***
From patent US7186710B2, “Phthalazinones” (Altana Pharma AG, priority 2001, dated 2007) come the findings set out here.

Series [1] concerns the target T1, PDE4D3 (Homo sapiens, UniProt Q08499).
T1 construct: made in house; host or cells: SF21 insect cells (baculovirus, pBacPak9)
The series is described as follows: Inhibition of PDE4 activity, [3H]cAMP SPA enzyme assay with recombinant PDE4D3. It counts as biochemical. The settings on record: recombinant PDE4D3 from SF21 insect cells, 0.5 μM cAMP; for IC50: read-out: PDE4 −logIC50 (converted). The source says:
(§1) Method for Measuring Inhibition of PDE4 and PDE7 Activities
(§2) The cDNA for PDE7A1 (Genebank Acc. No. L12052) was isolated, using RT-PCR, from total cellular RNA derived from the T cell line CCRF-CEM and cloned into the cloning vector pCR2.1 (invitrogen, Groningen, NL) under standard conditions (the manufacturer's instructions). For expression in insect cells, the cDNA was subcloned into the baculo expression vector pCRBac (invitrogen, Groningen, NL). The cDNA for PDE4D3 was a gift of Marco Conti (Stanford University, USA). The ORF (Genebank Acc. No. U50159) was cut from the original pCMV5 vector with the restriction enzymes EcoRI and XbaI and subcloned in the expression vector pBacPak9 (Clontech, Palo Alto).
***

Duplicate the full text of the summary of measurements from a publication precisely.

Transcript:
From patent US7186710B2, “Phthalazinones” (Altana Pharma AG, priority 2001, dated 2007) come the findings set out here.

Series [1] concerns the target T1, PDE4D3 (Homo sapiens, UniProt Q08499).
T1 construct: made in house; host or cells: SF21 insect cells (baculovirus, pBacPak9)
The series is described as follows: Inhibition of PDE4 activity, [3H]cAMP SPA enzyme assay with recombinant PDE4D3. It counts as biochemical. The settings on record: recombinant PDE4D3 from SF21 insect cells, 0.5 μM cAMP; for IC50: read-out: PDE4 −logIC50 (converted). The source says:
(§1) Method for Measuring Inhibition of PDE4 and PDE7 Activities
(§2) The cDNA for PDE7A1 (Genebank Acc. No. L12052) was isolated, using RT-PCR, from total cellular RNA derived from the T cell line CCRF-CEM and cloned into the cloning vector pCR2.1 (invitrogen, Groningen, NL) under standard conditions (the manufacturer's instructions). For expression in insect cells, the cDNA was subcloned into the baculo expression vector pCRBac (invitrogen, Groningen, NL). The cDNA for PDE4D3 was a gift of Marco Conti (Stanford University, USA). The ORF (Genebank Acc. No. U50159) was cut from the original pCMV5 vector with the restriction enzymes EcoRI and XbaI and subcloned in the expression vector pBacPak9 (Clontech, Palo Alto).